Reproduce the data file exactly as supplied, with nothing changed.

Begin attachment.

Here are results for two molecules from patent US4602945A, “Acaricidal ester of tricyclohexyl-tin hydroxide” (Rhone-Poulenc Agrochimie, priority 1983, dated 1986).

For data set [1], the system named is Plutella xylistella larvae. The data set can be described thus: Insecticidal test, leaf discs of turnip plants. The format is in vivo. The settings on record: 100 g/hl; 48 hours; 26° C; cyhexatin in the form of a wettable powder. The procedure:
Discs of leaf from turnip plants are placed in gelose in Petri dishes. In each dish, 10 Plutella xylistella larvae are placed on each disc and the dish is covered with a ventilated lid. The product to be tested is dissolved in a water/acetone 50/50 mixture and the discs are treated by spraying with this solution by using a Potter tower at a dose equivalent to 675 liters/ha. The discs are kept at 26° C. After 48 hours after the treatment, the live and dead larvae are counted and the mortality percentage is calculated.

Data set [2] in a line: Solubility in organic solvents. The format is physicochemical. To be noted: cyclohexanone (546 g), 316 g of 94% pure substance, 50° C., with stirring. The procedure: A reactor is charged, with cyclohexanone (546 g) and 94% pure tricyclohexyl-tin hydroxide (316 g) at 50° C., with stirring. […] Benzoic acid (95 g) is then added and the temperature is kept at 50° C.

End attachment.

Here are results for two molecules from patent US4602945A, “Acaricidal ester of tricyclohexyl-tin hydroxide” (Rhone-Poulenc Agrochimie, priority 1983, dated 1986).

For data set [1], the system named is Plutella xylistella larvae. The data set can be described thus: Insecticidal test, leaf discs of turnip plants. The format is in vivo. The settings on record: 100 g/hl; 48 hours; 26° C; cyhexatin in the form of a wettable powder. The procedure:
Discs of leaf from turnip plants are placed in gelose in Petri dishes. In each dish, 10 Plutella xylistella larvae are placed on each disc and the dish is covered with a ventilated lid. The product to be tested is dissolved in a water/acetone 50/50 mixture and the discs are treated by spraying with this solution by using a Potter tower at a dose equivalent to 675 liters/ha. The discs are kept at 26° C. After 48 hours after the treatment, the live and dead larvae are counted and the mortality percentage is calculated.

Data set [2] in a line: Solubility in organic solvents. The format is physicochemical. To be noted: cyclohexanone (546 g), 316 g of 94% pure substance, 50° C., with stirring. The procedure: A reactor is charged, with cyclohexanone (546 g) and 94% pure tricyclohexyl-tin hydroxide (316 g) at 50° C., with stirring. […] Benzoic acid (95 g) is then added and the temperature is kept at 50° C.